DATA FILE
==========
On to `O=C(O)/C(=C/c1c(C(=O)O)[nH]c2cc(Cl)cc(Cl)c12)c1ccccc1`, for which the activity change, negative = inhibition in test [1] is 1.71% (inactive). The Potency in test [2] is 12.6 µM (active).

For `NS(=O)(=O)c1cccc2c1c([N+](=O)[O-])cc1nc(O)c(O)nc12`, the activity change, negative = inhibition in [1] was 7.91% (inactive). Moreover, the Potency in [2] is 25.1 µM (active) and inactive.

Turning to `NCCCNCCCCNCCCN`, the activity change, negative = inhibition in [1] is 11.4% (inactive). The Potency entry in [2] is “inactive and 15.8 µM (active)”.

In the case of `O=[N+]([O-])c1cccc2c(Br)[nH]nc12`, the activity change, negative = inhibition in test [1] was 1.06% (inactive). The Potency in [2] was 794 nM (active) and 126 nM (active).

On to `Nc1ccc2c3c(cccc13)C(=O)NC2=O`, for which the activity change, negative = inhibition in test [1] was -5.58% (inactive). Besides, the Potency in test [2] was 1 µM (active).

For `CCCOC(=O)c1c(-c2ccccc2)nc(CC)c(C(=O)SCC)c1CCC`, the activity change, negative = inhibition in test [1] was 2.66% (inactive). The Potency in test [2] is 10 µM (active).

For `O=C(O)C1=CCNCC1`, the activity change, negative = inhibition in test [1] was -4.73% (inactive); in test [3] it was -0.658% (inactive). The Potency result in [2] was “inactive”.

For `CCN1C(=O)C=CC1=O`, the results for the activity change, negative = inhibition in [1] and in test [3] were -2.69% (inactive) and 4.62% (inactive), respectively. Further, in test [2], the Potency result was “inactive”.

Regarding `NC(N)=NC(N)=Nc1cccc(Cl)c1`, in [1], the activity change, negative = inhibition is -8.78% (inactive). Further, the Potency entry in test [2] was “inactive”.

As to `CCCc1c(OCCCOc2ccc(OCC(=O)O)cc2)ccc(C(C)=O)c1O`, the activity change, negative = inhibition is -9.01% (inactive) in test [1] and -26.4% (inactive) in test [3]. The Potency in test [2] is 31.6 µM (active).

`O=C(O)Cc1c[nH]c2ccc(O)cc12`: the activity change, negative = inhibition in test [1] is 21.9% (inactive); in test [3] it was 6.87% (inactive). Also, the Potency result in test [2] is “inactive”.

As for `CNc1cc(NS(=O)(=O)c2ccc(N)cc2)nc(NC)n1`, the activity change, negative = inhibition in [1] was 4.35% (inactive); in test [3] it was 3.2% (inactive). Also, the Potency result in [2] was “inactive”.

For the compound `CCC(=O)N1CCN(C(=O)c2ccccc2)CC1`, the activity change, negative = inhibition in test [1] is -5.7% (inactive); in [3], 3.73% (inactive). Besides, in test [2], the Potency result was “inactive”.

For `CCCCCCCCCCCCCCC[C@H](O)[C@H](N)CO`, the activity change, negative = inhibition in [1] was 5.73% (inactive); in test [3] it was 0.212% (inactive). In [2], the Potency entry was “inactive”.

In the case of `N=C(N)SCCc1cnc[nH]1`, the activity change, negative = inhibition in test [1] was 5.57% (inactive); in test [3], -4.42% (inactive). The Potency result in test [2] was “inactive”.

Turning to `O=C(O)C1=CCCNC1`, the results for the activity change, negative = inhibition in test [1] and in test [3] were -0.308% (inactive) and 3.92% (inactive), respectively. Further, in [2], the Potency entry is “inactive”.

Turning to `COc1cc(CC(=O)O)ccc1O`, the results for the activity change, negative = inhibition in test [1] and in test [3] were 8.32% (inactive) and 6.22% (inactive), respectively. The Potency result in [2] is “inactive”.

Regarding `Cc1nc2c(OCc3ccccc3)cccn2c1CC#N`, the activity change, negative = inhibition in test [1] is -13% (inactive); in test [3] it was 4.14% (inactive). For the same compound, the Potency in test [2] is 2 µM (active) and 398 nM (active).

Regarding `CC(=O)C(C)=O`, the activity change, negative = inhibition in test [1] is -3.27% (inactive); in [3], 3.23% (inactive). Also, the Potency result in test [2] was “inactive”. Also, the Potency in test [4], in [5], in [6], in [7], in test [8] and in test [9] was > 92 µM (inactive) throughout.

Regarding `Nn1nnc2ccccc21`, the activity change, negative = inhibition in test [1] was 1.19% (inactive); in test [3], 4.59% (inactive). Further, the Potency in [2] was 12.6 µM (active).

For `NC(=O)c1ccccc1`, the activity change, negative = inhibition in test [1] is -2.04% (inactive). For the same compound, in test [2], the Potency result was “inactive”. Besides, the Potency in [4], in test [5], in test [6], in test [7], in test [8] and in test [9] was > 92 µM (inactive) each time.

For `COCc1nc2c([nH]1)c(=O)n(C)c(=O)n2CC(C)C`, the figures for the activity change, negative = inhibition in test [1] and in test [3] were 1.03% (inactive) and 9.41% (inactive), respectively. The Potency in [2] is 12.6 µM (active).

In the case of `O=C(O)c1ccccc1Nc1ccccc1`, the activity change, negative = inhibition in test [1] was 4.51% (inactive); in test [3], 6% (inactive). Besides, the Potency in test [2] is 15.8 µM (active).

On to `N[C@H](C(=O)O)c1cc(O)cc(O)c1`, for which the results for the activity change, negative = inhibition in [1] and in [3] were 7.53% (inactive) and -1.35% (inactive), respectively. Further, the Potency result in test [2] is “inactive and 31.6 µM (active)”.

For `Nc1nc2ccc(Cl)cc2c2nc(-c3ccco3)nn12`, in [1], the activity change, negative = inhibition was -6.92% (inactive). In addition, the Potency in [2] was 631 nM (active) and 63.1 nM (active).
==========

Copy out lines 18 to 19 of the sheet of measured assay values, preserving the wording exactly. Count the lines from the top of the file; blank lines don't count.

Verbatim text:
Regarding `Cc1nc2c(OCc3ccccc3)cccn2c1CC#N`, the activity change, negative = inhibition in test [1] is -13% (inactive); in test [3] it was 4.14% (inactive). For the same compound, the Potency in test [2] is 2 µM (active) and 398 nM (active).

Regarding `CC(=O)C(C)=O`, the activity change, negative = inhibition in test [1] is -3.27% (inactive); in [3], 3.23% (inactive). Also, the Potency result in test [2] was “inactive”. Also, the Potency in test [4], in [5], in [6], in [7], in test [8] and in test [9] was > 92 µM (inactive) throughout.